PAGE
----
dealing with the mafia
Few months ago I found myself on a yoga mat, practicing, rather than teaching. A fellow teacher demonstrates a pose to the class. “If you are currently fighting an injury…”, she continues, and then proceeds to offer a modification.
The words suddenly strike me. “If you are currently fighting an injury…”.
Why would you ever fight an injury?
What a silly thing that would be.
It’s not like you could fight an injury and win!
You will always lose that battle.
Fighting an injury is kind of like fighting the Italian Mafia.
[You are more than welcome to replace Italian with Russian here. Or Korean. Being inclusive as always.]
You don’t fight the Mafia. You respect the Mafia. Then, if you are lucky, they leave you alone.
Mafia’s major business is providing “protection” for their client – your body. At any cost.
Mafia communicates by dishing out pain, and dishing it out generously to those who do not listen. You don’t listen to the Mafia, you may end up hospitalized.
They can take anything they want. They can take everything you have.
So, don’t be a babbo, compare!
Respect the mafia.
I finally met with an orthopedic surgeon regarding my wrist injury earlier in the week. I am thirty years younger than the youngest person in the lobby. I also seem to have full function in all of my four limbs. The receptionist must think I’m lost.
The doctor looks at my MRI, ultrasound and x-rays. It has now been eight months since the injury, and the wrist feels significantly better. In fact, most of the time I do not feel it at all. In fact, if I was sitting on the couch, I’d never feel it.
However, the cartilage tear is alive and well. So is the tendonitis in the wrist. I still cannot do narrow grip push-ups, and any lifts that require a sharp angle in the wrist (front squats, cleans, etc). Chaturanga and arm balances in yoga are out of question.
Like human body does not have plenty of limitations as is. [Eye roll].
The surgeon says he does not want to proceed with any surgical treatment given the fact that the wrist is mostly functional and has been getting better.
Conclusion? Meet again in three months. At that point, he may consider laparoscopic surgery to “clean up” the debris.
It’d be really awesome if I didn’t have to hear the words “debris” and “wrist” in the same sentence. But hey, it could always be worse. That’s the spirit, right? Downward comparison all the way!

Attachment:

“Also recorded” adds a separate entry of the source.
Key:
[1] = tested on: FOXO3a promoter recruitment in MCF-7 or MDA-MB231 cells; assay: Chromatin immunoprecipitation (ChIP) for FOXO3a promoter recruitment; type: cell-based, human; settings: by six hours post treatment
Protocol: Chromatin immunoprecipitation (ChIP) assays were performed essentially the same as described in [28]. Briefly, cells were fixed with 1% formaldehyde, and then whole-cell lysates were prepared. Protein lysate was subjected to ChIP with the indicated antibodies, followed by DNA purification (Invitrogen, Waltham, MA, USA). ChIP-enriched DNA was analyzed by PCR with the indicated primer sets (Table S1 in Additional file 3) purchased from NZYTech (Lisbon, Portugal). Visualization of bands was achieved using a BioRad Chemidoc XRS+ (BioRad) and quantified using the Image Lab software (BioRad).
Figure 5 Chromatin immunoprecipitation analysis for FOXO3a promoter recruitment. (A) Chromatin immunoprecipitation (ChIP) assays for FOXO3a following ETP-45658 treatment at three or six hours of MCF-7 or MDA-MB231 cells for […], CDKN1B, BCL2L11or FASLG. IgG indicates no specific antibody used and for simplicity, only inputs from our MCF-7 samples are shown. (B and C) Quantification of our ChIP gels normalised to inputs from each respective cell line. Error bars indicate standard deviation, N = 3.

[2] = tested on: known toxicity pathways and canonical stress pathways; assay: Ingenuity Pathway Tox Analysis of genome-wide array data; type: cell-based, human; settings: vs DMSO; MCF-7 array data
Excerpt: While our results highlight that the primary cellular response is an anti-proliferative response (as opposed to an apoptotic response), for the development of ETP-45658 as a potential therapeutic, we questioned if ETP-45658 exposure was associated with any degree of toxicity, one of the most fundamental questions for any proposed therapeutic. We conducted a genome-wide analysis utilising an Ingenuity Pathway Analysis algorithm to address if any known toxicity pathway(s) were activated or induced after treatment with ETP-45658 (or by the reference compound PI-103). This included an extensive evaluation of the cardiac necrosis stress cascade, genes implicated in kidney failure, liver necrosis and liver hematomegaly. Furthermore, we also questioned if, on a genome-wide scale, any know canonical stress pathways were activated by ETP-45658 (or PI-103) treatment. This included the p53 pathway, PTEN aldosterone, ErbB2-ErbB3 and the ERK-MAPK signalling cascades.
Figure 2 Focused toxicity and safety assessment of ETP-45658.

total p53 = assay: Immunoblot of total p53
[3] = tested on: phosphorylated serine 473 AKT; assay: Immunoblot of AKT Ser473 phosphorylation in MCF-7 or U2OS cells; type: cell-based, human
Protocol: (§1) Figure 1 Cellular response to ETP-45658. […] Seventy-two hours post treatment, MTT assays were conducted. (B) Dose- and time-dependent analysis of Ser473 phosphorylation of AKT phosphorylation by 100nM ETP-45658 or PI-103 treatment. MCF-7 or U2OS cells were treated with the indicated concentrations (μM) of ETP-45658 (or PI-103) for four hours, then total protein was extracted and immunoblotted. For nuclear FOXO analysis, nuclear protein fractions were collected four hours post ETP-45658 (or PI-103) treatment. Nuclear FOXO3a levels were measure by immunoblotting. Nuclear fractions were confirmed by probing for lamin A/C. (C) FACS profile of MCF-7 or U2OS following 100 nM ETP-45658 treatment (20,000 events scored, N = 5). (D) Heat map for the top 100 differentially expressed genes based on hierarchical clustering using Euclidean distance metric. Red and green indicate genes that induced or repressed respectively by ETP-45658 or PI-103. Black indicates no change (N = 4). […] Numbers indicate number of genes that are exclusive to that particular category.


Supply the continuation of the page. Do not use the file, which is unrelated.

My hamstring injury is still very much there. My chiropractor diagnosed a chronic irritation of the hamstring at the insertion. This thing does wonders for my speed. Not.
The 5k timed trial few weeks ago did enough of a number on my hamstring for me to consider pulling out of the marathon (and the whole racing season) altogether.
“Tell me what to do”, I say to Scott, my chiropractor. These words do not escape my lips too often.
“If you think that it would be more prudent to pull out of the season now, take few months off and then start training for a marathon in May, then I’ll do that”.
In fact, I’m almost hoping he would tell me to stop training and pull out. Because that would be an easy prescriptive course of action.
“Well, things are not quite black and white”, he says.
I HATE when things are not black and white. It would be so much easier if they were. Of course, they never are. Stupid things.
Given that this is my first road marathon, I do not actually have a goal time in mind. Under four hours would be great, but whatever. At this point I’m simply concerned about doing more damage by training than by not training.
“Will your hamstring get better, if you continue training for the marathon?
Will it get worse?
Can you run a marathon in October?
Are you going to break any speed records?
“The only way you can do more damage at this point”, he says, “is to rip the hamstring off the bone entirely. You are not going to do that in long runs. You can do that walking down the hill, and slipping. Or aggressively accelerating in a race to jump over an obstacle. Avoid speed work and running downhill. You’ll be fine.”
Gah. So it looks like I’m running that marathon.
So much for finding an excuse to pull out.